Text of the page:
I found it hard not to cringe during Sarah Palin’s conversation with Oprah Monday. Not when she explained (or tried to explain) why she didn’t answer Katie Couric’s question about which books and magazines she read, or when she stonewalled on her presidential aspirations. No, I was cringing when Sarah Palin refused to take Oprah’s bait about the presumptive- son-in-law-turned-internationally renowned jerk known as Levi Johnston.
“You were pissed, right?” Oprah asked, referring to Johnston’s incessant blabber-mouthing to the media about the Palin family.
Sarah looked wistful and shook her head. “You know, Oprah, he’s a teenager, he doesn’t realize he’s being handled,” she said. A bit more pushing by Oprah produced comments like, “I want to focus on this most wonderful baby,” and, “Bristol is an awesome mom.”
Maybe Palin’s not ready to be president, but loving Levi—that’s a pretty big-hearted, righteous thing to do—if she was telling the truth.
From the couch, curled in a ball, I muttered, “Oh, puh-leeze, tell it like it is. You hate him. Be real.”
I was muttering from experience. When she was 18, my daughter had also tangled with a jerk. No baby came of it, thank God, but I knew all too well what it felt like to have a teenage boy wreak havoc in your home. “Kev” would text my daughter every fifteen minutes then forget to call for three days. He invited her to the prom then remembered, oops, he had actually already invited someone else. Of course, she still adored him. And he adored her back. Except when he didn’t and made her cry.
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But I remembered. I marched up to the computer and stared into Kev’s face.
“Hello…jerk,” I said.
“Mom!” my daughter cried, stricken. “She’s only joking, Kev.”
“I’m not joking, Kev,” I stated flatly. “You are a jerk. And it will be a great day when you’re away from Fia. She’s too good for you.”
“Uh, hi, Mrs. Welch,” the jerk muttered.
Later, when I told him of the incident, my husband raised his eyebrows in mild disapproval. “Very mature,” he observed. He had a point; what kind of grown-up tries to settle scores by with a dumb teenager on Skype?
Not Sarah Palin, that’s for sure.
“I continue to pray for Levi,” she told Oprah.
And not only that, she wants him to come to Thanksgiving this year.
“He needs to know we don’t have to keep going down this road,” she explained.
“Stop being phony!” I practically shouted, watching her Monday. “You don’t want him near your daughter! If he shows up, you’ll stab him with the carving knife.”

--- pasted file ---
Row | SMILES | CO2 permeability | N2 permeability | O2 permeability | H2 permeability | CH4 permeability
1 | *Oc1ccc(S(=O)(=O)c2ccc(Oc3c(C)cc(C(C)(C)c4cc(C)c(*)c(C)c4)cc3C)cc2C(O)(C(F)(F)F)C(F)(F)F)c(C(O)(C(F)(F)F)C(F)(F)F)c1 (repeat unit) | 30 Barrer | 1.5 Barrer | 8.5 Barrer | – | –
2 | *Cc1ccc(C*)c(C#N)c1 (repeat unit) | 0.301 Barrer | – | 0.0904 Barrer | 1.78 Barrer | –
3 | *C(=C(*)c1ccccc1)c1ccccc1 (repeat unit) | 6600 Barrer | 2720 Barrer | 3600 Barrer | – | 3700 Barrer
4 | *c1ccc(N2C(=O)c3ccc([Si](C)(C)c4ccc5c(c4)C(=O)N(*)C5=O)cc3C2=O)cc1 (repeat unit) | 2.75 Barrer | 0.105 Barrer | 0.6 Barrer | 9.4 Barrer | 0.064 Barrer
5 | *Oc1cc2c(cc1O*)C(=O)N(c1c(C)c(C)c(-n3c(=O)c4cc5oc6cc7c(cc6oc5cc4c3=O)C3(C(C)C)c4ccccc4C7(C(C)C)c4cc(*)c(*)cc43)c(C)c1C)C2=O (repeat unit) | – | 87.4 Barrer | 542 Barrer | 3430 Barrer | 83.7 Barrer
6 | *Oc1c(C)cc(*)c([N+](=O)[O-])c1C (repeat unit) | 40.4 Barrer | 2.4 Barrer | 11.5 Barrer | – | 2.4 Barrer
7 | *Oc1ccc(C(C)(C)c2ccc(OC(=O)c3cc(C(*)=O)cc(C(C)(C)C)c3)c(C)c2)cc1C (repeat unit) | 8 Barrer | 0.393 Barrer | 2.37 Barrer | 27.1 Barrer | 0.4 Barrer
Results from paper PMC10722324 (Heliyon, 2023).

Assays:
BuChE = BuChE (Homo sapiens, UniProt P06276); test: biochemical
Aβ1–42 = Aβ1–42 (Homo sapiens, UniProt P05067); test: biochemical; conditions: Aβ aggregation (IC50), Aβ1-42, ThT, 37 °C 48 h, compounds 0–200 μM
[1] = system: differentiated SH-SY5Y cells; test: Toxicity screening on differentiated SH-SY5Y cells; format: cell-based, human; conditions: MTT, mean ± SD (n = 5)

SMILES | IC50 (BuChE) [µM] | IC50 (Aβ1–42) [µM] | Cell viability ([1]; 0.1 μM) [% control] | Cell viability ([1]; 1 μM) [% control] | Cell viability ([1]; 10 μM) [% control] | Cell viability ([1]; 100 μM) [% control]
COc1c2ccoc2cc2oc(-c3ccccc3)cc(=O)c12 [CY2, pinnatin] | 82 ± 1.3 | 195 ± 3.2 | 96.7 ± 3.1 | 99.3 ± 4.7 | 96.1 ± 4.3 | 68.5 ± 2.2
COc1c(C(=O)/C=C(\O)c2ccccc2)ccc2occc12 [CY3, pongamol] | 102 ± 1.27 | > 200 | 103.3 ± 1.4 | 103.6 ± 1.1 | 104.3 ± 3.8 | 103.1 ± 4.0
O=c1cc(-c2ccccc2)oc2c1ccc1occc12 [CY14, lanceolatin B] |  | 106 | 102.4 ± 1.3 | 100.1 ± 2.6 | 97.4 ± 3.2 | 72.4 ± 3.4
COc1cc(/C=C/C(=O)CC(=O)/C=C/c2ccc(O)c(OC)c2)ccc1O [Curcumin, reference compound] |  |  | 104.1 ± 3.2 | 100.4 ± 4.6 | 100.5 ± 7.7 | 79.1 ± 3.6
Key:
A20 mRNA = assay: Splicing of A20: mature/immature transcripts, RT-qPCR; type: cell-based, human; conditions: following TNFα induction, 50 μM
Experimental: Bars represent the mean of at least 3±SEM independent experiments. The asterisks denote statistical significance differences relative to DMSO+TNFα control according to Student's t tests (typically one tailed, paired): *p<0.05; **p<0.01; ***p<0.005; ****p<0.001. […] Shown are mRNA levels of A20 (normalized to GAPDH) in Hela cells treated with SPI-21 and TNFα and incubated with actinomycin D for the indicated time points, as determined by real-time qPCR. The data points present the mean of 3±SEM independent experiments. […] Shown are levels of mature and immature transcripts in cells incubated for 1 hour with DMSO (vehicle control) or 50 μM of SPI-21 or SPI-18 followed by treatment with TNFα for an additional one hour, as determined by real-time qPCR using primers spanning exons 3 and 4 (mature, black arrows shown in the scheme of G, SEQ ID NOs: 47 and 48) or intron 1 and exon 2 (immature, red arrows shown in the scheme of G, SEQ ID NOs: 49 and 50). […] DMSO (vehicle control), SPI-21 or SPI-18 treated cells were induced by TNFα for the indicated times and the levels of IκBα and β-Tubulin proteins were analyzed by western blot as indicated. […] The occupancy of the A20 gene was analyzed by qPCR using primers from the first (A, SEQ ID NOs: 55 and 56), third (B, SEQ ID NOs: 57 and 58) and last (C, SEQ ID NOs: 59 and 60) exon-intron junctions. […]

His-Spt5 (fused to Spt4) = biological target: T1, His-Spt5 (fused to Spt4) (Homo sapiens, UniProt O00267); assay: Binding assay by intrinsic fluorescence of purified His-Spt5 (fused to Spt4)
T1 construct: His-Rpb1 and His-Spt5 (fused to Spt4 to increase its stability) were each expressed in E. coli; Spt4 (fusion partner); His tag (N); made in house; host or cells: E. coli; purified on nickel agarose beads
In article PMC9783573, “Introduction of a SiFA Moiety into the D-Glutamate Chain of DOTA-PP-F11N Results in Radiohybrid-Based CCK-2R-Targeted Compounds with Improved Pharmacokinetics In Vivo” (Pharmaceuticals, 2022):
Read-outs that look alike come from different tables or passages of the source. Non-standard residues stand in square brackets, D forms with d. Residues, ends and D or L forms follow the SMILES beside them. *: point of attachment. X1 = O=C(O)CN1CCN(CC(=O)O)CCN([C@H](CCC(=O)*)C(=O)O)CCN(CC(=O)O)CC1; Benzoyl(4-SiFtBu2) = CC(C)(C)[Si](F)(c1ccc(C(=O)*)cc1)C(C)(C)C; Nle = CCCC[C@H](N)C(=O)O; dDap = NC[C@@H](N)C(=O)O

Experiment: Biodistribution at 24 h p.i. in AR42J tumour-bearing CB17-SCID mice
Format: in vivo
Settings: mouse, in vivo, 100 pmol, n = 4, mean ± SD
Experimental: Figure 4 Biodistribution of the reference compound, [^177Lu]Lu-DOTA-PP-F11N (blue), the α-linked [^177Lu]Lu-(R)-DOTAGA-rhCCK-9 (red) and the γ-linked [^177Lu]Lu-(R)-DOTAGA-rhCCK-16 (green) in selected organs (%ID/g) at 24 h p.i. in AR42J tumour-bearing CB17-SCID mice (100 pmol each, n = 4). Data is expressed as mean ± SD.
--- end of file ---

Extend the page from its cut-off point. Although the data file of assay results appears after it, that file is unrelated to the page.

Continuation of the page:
“Levi needs to know he is loved,” Sarah said to hush me.
Now, I will admit, I liked Sarah Palin when she was nominated. Yes, she was woefully inexperienced, but she seemed refreshingly authentic. And, as I am a Republican on most issues, her politics didn’t particularly mortify me.
But as the campaign wore on, I definitely got the same sinking feeling that many others did. “Please, Sarah,” I would implore when I saw her on TV, “say something really smart and informed this time and shock everybody’s socks off.”
She never did. Still, I didn’t hate Sarah Palin in the visceral way most of my friends seemed to. “Sarah Palin is more like America than we are,” I would try to tell them.
But when Sarah quit being governor of Alaska, I gave up the ghost. Here was a woman who needed to pay her dues – for herself and everyone who supported her – but decided instead to hit the speech circuit instead. Worst of all, her excuse was ridiculous tripe. Lame duck, schmame duck. Give me a break.
Fine, fine, I don’t like her either, I finally told my friends. I don’t respect what she’s done.
But during the Oprah interview—the Levi part—I felt not admiration exactly, but ambivalence creeping back in.
If Sarah Palin was telling the truth about wanting to forgive the teenage boy who made her daughter cry, then who was I to judge her? Maybe Sarah Palin’s not ready to be president, I was thinking, but loving Levi—that’s a pretty big-hearted, righteous thing to do.
That is, if she was telling the truth.
Because if Sarah Palin wasn’t telling the truth about Levi, and she was making up all those big-hearted, righteous sentiments, that would kind of make a person really hate her.
And that’s the nub of it with Sarah Palin, isn’t it? Whether she’s real or not. And not just about Levi—about everything. Her past, her values, her hopes and dreams, her ambition. Either she’s the most sincere, decent, can-do, pure-blooded American ever to come out of the woods, or she’s a flat-out pretender. A total fake. A manipulator of her own image and the nation’s emotions.
Either she’s better than we ever imagined—or much worse.
When the Palin family joins hands around the Thanksgiving table this year to pray, only one person will know for sure.
Suzy Welch is a noted commentator and business journalist, is the former editor of the Harvard Business Review, and has written extensively on management and leadership.